Often compared to John Cheever…but Robinson’s latest novel made me think of an earlier literary forebear, Henry James.
When Peter and Emma, both refugees from failed first marriages, decide to create a new life together, they do so with an optimistic commitment to creating a union — and forging a new family from two existing ones — bonded by love and trust. Their young daughters, however, are not partners in this new venture, but helpless participants. Like all children of divorce, the girls feel sorrow, loss, and a longing for their earlier lives. As the tensions and complexities grow steadily more powerful, This Is My Daughter moves inexorably to a stunning and emotional climax. Roxana Robinson, who has established a reputation as a perceptive chronicler of WASP family life, delivers a beautifully moving and compassionate account of a marriage in peril, proving once more that class and privilege provide no protection from the passion of opposing desires.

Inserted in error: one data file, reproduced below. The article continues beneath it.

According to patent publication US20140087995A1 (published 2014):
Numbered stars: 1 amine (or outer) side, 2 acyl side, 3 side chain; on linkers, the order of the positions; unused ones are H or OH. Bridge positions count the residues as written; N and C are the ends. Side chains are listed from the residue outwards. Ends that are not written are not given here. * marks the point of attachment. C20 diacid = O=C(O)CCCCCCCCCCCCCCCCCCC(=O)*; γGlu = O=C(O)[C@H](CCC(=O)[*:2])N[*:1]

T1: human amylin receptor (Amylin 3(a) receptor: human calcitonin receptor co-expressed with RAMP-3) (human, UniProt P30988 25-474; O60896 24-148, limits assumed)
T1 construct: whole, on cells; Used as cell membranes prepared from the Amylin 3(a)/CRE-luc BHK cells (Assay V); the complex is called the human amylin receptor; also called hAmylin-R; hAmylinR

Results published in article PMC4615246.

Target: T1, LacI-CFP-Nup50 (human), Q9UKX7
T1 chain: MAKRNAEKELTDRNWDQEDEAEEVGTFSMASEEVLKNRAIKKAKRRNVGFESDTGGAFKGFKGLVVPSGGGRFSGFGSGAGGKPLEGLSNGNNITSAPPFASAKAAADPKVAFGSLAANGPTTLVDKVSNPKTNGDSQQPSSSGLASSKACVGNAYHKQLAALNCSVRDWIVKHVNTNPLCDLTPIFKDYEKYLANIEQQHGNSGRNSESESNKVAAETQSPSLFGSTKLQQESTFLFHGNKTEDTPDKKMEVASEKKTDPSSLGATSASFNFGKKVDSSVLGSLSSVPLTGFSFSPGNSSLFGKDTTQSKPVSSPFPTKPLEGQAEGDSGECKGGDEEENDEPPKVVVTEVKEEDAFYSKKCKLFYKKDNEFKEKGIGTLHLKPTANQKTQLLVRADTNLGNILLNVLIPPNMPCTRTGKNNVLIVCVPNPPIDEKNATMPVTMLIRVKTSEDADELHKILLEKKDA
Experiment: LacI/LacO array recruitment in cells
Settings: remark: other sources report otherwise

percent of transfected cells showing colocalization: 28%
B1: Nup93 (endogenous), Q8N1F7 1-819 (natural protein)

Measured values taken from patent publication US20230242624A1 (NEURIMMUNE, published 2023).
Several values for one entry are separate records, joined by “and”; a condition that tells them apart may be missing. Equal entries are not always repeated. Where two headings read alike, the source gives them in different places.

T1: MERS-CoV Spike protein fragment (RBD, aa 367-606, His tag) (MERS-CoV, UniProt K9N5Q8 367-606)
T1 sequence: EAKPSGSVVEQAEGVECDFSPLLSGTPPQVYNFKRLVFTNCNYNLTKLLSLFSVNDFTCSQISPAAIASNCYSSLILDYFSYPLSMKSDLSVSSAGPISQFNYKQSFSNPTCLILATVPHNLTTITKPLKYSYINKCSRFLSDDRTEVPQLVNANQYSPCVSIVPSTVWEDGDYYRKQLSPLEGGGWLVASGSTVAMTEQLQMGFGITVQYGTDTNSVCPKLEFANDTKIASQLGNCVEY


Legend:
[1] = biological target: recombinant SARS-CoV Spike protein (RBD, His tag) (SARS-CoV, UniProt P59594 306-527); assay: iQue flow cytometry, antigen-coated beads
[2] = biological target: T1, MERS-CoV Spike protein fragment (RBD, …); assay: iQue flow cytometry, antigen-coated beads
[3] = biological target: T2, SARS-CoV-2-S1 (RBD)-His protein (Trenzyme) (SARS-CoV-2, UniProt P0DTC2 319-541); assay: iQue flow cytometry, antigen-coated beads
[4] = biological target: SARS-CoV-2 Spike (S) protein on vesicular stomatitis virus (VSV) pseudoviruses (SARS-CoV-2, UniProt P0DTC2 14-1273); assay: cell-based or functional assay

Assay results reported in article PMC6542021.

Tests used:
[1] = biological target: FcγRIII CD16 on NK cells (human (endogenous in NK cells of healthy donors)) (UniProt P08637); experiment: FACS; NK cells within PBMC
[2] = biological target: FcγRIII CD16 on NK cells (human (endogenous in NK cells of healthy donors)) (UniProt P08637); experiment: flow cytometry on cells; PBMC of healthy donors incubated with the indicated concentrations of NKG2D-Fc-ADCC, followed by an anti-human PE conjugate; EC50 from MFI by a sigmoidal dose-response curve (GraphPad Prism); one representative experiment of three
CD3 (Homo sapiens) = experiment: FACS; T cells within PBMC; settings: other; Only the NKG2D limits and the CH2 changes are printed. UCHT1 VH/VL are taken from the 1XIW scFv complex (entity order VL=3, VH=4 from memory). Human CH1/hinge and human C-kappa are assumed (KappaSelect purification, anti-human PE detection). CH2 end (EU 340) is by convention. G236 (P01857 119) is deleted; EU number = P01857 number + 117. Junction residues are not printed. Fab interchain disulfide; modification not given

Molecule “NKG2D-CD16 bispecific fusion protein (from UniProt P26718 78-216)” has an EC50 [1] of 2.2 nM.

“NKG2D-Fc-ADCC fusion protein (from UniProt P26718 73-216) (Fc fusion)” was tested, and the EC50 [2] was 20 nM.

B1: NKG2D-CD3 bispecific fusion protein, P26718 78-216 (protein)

Robinson writes lucid and graceful prose that shines with compassion and wisdom about human frailty.
“Nearly perfect prose…there isn’t an awkward phrase or false note in the entire work. Robinson depicts this family’s struggle to survive with unerring intelligence and grace.”
Roxana Robinson’s amazing new novel is about insightful people who go too long without introspecting and about judicious people who quite simply make errors in judgment.
In This Is My Daughter, Robinson has created a skillful and sensitive portrayal of divorce and its post-nuclear-family fallout.